What I Learned from My Own Work
By Andrew O’Grady
I was born in raised in the Bronx, New York and was constantly surrounded by people who were hard-working and employed. My mom had been supporting herself since she was fifteen years old with various jobs and my dad has worked with New York City Sanitation for about 20 years.
My first job was a summer camp job at my old middle school, Villa Maria Academy, in the the Bronx. I became a camp counselor there when I was 13 years old. This has to be one of my favorite jobs had because it shaped a love for working with children. The job helped me understand kids and discover how to interact with them.
When I was 16, I took a job in a restaurant called the Rambling House in the Bronx, but it turned out that hated this job with a passion. The hours were long and tedious and after a shift I felt physically depleted and exhausted. Working here taught me the importance of loving a job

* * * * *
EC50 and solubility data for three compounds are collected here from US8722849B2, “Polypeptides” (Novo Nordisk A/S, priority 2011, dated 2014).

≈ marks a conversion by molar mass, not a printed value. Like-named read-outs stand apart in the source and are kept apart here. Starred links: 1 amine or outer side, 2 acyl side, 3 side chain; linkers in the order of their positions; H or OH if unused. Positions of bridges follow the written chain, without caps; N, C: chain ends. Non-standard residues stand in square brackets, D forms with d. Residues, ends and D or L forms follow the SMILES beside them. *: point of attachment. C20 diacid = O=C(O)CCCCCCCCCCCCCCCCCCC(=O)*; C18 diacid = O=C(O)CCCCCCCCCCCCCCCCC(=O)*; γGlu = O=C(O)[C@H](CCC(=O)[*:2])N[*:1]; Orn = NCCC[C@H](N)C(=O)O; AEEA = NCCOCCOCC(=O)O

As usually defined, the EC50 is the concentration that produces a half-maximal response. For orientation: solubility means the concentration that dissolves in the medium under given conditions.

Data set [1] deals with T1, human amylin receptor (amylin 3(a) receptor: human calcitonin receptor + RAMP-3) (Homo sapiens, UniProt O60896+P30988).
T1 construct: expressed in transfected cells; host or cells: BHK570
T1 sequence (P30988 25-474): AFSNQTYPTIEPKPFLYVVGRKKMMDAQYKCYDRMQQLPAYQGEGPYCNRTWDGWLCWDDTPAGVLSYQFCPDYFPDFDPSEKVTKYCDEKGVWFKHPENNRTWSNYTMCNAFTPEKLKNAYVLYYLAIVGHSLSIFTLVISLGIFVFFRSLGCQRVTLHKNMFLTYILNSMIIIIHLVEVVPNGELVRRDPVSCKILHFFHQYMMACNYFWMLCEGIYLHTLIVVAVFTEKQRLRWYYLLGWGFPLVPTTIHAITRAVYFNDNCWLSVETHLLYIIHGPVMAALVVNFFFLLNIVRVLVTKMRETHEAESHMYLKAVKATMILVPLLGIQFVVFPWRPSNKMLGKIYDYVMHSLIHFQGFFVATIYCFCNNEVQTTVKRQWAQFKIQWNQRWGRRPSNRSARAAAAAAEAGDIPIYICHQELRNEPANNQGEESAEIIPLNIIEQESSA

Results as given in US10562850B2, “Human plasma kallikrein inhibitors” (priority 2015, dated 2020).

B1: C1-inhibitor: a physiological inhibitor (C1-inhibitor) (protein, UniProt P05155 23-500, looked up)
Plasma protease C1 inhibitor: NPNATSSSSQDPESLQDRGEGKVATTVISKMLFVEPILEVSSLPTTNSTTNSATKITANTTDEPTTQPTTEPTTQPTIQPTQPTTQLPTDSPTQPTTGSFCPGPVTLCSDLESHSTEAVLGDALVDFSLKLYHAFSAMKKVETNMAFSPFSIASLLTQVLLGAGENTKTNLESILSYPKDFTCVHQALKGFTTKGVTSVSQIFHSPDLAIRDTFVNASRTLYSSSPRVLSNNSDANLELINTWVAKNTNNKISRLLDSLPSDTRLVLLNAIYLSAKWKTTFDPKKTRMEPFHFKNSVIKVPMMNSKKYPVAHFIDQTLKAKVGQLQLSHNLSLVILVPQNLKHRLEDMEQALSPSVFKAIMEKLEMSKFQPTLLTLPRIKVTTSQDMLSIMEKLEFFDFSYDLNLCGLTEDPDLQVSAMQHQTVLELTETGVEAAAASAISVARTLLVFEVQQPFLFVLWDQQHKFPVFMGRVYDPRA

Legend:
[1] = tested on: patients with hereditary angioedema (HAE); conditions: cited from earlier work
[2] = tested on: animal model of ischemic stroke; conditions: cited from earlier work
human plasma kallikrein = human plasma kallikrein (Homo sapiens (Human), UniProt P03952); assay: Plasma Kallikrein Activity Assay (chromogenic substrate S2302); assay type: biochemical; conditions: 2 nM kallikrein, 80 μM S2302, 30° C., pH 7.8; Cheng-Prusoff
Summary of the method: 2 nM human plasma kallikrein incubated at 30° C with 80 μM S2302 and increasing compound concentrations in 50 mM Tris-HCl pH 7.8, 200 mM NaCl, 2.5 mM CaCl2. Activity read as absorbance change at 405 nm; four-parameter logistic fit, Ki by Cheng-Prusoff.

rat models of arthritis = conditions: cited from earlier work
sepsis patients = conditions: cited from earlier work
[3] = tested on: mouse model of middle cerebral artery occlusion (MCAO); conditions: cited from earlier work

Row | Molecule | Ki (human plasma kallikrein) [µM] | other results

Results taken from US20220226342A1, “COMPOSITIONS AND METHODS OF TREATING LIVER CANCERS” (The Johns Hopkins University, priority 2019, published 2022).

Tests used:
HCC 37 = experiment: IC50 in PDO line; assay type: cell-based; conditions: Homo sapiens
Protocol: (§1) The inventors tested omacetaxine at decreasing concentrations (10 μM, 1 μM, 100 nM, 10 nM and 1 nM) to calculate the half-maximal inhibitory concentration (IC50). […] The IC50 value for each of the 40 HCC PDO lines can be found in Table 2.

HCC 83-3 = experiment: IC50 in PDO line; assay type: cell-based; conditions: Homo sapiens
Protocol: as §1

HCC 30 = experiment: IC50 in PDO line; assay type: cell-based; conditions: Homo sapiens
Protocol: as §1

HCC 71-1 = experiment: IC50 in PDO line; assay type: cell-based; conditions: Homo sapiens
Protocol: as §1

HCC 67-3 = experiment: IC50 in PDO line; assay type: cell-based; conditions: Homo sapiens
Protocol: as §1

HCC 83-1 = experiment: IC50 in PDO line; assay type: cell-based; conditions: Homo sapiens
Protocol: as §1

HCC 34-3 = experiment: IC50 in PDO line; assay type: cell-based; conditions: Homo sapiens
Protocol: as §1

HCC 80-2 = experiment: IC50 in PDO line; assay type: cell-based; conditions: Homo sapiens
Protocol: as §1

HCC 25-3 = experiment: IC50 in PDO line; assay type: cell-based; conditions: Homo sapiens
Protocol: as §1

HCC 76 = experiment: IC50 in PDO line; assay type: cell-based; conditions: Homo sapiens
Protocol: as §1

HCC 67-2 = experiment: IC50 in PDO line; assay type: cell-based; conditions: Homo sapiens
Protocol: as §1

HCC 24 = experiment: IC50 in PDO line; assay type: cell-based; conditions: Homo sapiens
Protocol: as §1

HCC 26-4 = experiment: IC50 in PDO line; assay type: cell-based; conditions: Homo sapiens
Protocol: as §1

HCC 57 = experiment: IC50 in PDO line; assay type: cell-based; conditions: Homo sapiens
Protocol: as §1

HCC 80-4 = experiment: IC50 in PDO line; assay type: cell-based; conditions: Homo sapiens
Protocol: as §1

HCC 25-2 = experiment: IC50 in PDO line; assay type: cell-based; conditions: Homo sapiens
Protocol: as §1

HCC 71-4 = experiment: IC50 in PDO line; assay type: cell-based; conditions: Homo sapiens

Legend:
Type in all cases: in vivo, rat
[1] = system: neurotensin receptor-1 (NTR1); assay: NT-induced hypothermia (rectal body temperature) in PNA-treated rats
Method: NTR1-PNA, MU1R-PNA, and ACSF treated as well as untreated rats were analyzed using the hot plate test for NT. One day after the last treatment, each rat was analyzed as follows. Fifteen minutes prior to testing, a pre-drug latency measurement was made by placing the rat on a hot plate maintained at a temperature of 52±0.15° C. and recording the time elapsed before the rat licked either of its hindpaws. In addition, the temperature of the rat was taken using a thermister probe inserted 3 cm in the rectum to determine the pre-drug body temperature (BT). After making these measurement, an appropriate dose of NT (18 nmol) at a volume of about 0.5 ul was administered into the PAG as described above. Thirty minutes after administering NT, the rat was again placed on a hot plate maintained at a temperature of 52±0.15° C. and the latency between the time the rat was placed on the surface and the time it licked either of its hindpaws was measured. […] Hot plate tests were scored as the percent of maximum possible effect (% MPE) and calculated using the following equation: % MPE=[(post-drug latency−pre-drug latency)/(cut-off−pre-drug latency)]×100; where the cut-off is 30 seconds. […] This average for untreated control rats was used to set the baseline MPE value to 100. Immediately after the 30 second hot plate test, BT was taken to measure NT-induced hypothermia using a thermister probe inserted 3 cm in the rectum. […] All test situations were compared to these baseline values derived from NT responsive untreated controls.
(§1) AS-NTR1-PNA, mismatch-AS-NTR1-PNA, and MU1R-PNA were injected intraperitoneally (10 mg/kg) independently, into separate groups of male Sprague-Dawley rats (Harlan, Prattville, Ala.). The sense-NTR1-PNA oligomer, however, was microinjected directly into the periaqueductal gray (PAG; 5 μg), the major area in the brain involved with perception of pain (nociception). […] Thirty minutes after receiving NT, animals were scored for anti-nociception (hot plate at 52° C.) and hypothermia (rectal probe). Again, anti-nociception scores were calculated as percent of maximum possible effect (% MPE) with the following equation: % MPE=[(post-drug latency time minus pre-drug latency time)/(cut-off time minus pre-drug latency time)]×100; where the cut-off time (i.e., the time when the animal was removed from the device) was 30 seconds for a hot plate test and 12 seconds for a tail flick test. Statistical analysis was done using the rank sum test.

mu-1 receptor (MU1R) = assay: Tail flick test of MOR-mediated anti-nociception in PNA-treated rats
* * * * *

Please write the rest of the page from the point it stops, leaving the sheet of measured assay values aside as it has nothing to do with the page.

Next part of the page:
because if I had to get up every day for a shift at the Rambling House I would have lost my mind. It showed me that you have to become someone who isn’t afraid to take chances to be someone that you want to be or do something you want to accomplish.
After about 3 years I quit the Rambling House to work at my current job at Fordham University Fordham Public Safety, where I work the front desk. Compared to my other jobs, Public Safety isn’t that bad. It’s easy, clean and sometimes a little bit fun. I’m allowed to sometimes do homework there and it provides me with more work experience in a more professional setting.